Next ISAF commander Allen described as an educated, deliberate leader
Stars and Stripes
WASHINGTON — Five years ago in Iraq, when U.S. forces were on the verge of losing control of the country, Marine Lt. Gen. John Allen was one of the architects behind plans to woo Sunni tribal leaders in the fight against insurgents.
Military experts credit that “Anbar Awakening” with turning the tide in Iraq, and Allen with establishing himself as a thoughtful leader whose cultural awareness and battlefield savvy make him one of the top minds in the military today.
Now, the White House has tapped Allen as commander of U.S. forces in Afghanistan, once again inserting him into a war whose outcome is unclear and will depend largely on cooperation from tribal leaders.
If approved by Congress, Allen will receive a fourth star and take over the post in September.
Senior administration officials said he was the first choice for the job, and his appointment will help ensure a seamless transition from Army Gen. David Petraeus. Colleagues of the 51-year-old Allen say although he’s not as well known as Petraeus outside of the military, inside it he’s viewed as a rising star and a natural fit for the post.
“This guy is a winner. He’s the first-round draft choice for this job,” said former Marine Corps Commandant Charles Krulak, who worked closely with Allen in that post. “He’s the epitome of the soldier statesman. He takes the time to put himself into somebody else’s shoes, see what makes them tick, and adapt.”
Allen has served as deputy commander of U.S. Central Command for two years, except for a brief stint as acting commander of CENTCOM between Petraeus’ departure from that job and Gen. James Mattis’ appointment as his permanent replacement.
He has also served as the head of Asian and Pacific Affairs for the Office of the Secretary of Defense, and Commandant of Midshipmen at the U.S. Naval Academy.
But his time as Deputy Commanding General for the II Marine Expeditionary Force in Iraq from 2006 to 2008 set the stage for his latest appointment. Krulak said Allen played the key role in bringing local leaders together, laying out his goals and convincing them that working with U.S. troops was in their best interests.
Despite that, Allen keeps a low profile, even within military circles.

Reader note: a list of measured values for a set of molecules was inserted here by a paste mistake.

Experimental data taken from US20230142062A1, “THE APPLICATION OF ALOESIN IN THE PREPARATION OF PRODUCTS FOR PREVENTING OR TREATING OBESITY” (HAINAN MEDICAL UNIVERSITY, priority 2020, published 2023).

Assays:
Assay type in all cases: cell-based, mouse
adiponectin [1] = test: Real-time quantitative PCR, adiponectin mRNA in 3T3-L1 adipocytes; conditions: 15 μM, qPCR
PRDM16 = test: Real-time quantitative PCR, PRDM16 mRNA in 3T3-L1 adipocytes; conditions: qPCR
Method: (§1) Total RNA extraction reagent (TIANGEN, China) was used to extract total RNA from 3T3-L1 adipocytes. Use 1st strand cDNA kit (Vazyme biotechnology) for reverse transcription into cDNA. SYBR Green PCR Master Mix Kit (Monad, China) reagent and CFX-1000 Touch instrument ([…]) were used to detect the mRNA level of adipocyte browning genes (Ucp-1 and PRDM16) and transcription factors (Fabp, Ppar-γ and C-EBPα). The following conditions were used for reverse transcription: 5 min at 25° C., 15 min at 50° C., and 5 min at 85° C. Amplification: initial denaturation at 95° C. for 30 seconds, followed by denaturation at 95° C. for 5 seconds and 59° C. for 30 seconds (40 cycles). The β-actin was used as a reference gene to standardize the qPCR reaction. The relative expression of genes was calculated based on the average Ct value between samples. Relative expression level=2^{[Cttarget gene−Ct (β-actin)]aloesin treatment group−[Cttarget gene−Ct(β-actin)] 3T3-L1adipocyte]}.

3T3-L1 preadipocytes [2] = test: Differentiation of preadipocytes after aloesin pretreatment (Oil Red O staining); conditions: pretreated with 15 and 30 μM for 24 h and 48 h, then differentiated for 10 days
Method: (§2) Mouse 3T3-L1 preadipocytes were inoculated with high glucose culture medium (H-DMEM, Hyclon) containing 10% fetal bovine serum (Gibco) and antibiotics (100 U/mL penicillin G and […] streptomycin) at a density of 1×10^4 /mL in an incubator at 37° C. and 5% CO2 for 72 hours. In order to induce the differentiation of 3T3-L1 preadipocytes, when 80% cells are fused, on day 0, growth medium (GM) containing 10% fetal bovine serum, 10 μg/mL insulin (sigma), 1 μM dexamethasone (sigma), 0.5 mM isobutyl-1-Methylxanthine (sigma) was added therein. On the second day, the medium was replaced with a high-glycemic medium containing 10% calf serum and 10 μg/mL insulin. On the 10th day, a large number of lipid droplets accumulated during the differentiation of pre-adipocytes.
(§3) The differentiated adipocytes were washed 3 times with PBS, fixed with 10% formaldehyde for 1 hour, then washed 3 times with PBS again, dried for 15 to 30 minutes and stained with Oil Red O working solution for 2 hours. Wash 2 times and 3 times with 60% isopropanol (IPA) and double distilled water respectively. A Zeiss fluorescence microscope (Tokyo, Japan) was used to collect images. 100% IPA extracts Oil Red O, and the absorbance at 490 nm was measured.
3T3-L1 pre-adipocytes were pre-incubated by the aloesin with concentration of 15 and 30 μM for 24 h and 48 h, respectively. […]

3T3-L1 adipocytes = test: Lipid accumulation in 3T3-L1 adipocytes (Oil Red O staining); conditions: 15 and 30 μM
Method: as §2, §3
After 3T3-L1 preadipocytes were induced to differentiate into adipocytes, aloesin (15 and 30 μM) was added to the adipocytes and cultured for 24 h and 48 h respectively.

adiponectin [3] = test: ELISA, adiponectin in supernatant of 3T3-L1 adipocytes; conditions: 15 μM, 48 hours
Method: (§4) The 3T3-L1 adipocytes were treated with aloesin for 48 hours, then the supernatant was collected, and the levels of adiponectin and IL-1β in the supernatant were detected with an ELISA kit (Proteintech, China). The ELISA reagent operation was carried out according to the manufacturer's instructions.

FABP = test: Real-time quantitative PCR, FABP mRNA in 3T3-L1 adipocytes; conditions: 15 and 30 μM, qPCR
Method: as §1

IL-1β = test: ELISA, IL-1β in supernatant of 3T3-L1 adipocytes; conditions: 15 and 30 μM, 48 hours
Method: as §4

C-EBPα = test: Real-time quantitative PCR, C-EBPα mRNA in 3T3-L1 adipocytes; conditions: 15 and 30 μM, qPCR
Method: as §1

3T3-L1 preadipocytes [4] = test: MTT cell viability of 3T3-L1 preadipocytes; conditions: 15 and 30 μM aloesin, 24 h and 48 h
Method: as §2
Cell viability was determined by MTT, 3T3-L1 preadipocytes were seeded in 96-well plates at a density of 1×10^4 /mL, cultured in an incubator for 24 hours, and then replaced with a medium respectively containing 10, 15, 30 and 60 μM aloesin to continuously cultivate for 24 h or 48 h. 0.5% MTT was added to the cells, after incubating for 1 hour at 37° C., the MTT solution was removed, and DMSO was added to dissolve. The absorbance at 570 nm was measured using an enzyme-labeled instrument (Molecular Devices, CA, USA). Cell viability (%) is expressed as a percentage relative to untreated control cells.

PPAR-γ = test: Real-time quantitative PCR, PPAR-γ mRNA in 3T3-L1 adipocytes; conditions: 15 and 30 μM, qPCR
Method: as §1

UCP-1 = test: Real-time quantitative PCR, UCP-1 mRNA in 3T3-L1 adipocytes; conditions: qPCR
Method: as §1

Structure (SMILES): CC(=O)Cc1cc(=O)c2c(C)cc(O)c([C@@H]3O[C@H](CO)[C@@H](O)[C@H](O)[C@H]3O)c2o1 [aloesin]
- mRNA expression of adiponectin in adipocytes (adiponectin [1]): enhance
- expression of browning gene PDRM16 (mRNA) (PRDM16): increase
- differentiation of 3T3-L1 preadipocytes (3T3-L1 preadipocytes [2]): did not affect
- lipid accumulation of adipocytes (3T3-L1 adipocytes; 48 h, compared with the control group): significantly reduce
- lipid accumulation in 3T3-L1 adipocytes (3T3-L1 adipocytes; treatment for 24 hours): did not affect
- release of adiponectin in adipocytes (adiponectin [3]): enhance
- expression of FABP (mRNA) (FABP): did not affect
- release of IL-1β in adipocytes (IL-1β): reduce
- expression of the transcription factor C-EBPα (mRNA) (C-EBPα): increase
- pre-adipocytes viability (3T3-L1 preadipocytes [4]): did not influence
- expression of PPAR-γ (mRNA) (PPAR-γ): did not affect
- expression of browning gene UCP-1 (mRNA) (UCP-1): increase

Retired Col. Joe Collins, professor at the National War College and a friend of Allen, said he’s humble almost to a fault, with a listen-first approach to new ideas and strategies. Behind the scenes, Allen has been a leading scholar on maneuver warfare within the Marine Corps for the last two decades.
“What people can expect from him is someone who can bring to the battlefield intelligence, integrity and experience,” Collins said. “It’s obvious that he’s a great Marine, but he’s also a great thinker.”
That’s similar to the scholarly approach of Petraeus in Afghanistan, although without some of the perceived political ambition. Ward Carroll, editor of Military.com, served with Allen at the Naval Academy and said he thinks the handover of the command will mean little disruption, because of their similar approaches.
“Allen is comfortable with the media, willing to talk in high terms and comfortable enough to convey it,” he said. “He’s articulate, well-read, a student of military history.”
But he’s not too removed from the reality of war, Carroll said. The last time the two men saw each other was about a year ago at a memorial service for a young Marine. Allen gave the eulogy, talking to the crowd about the loss of a hero and the duty of the troops still fighting overseas.
“He knows and sincerely feels the sacrifice,” Carroll said. “This is a guy I’d follow anywhere, and I’d be fine with my son following him, too.”
Stars and Stripes reporter Jeff Schogol contributed to this story.